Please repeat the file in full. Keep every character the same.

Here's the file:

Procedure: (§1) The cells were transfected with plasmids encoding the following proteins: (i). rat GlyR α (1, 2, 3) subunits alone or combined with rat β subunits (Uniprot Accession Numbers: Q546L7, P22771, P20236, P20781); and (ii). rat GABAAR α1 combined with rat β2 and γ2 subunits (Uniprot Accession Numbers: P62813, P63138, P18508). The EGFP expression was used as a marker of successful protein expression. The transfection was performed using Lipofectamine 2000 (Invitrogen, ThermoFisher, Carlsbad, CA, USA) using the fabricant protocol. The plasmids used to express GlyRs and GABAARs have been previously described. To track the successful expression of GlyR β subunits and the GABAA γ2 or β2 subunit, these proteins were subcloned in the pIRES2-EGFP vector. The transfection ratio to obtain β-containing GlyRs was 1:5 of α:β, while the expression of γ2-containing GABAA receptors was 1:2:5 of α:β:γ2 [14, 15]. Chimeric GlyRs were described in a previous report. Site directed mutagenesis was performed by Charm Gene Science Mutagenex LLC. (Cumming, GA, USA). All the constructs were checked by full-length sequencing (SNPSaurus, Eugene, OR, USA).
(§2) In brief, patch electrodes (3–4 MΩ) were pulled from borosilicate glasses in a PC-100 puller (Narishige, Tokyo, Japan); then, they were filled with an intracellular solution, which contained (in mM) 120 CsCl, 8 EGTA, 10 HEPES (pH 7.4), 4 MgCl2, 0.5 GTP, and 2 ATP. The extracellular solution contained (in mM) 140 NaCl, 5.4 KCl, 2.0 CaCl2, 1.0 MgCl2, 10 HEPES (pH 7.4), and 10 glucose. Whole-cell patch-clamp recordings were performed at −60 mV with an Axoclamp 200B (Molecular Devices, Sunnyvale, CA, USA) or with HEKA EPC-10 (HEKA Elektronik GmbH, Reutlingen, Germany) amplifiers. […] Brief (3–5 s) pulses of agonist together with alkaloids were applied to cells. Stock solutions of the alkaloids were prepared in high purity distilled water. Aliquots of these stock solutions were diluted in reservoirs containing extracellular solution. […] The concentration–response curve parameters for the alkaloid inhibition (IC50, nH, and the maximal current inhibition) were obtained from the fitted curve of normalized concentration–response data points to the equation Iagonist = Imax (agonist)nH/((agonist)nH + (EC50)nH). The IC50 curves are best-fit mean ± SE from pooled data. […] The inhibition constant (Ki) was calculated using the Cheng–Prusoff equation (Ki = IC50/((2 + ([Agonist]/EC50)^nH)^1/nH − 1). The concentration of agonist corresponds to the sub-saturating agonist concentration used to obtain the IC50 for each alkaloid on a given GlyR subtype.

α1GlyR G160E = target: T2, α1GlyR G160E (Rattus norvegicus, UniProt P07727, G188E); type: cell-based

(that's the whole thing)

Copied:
Procedure: (§1) The cells were transfected with plasmids encoding the following proteins: (i). rat GlyR α (1, 2, 3) subunits alone or combined with rat β subunits (Uniprot Accession Numbers: Q546L7, P22771, P20236, P20781); and (ii). rat GABAAR α1 combined with rat β2 and γ2 subunits (Uniprot Accession Numbers: P62813, P63138, P18508). The EGFP expression was used as a marker of successful protein expression. The transfection was performed using Lipofectamine 2000 (Invitrogen, ThermoFisher, Carlsbad, CA, USA) using the fabricant protocol. The plasmids used to express GlyRs and GABAARs have been previously described. To track the successful expression of GlyR β subunits and the GABAA γ2 or β2 subunit, these proteins were subcloned in the pIRES2-EGFP vector. The transfection ratio to obtain β-containing GlyRs was 1:5 of α:β, while the expression of γ2-containing GABAA receptors was 1:2:5 of α:β:γ2 [14, 15]. Chimeric GlyRs were described in a previous report. Site directed mutagenesis was performed by Charm Gene Science Mutagenex LLC. (Cumming, GA, USA). All the constructs were checked by full-length sequencing (SNPSaurus, Eugene, OR, USA).
(§2) In brief, patch electrodes (3–4 MΩ) were pulled from borosilicate glasses in a PC-100 puller (Narishige, Tokyo, Japan); then, they were filled with an intracellular solution, which contained (in mM) 120 CsCl, 8 EGTA, 10 HEPES (pH 7.4), 4 MgCl2, 0.5 GTP, and 2 ATP. The extracellular solution contained (in mM) 140 NaCl, 5.4 KCl, 2.0 CaCl2, 1.0 MgCl2, 10 HEPES (pH 7.4), and 10 glucose. Whole-cell patch-clamp recordings were performed at −60 mV with an Axoclamp 200B (Molecular Devices, Sunnyvale, CA, USA) or with HEKA EPC-10 (HEKA Elektronik GmbH, Reutlingen, Germany) amplifiers. […] Brief (3–5 s) pulses of agonist together with alkaloids were applied to cells. Stock solutions of the alkaloids were prepared in high purity distilled water. Aliquots of these stock solutions were diluted in reservoirs containing extracellular solution. […] The concentration–response curve parameters for the alkaloid inhibition (IC50, nH, and the maximal current inhibition) were obtained from the fitted curve of normalized concentration–response data points to the equation Iagonist = Imax (agonist)nH/((agonist)nH + (EC50)nH). The IC50 curves are best-fit mean ± SE from pooled data. […] The inhibition constant (Ki) was calculated using the Cheng–Prusoff equation (Ki = IC50/((2 + ([Agonist]/EC50)^nH)^1/nH − 1). The concentration of agonist corresponds to the sub-saturating agonist concentration used to obtain the IC50 for each alkaloid on a given GlyR subtype.

α1GlyR G160E = target: T2, α1GlyR G160E (Rattus norvegicus, UniProt P07727, G188E); type: cell-based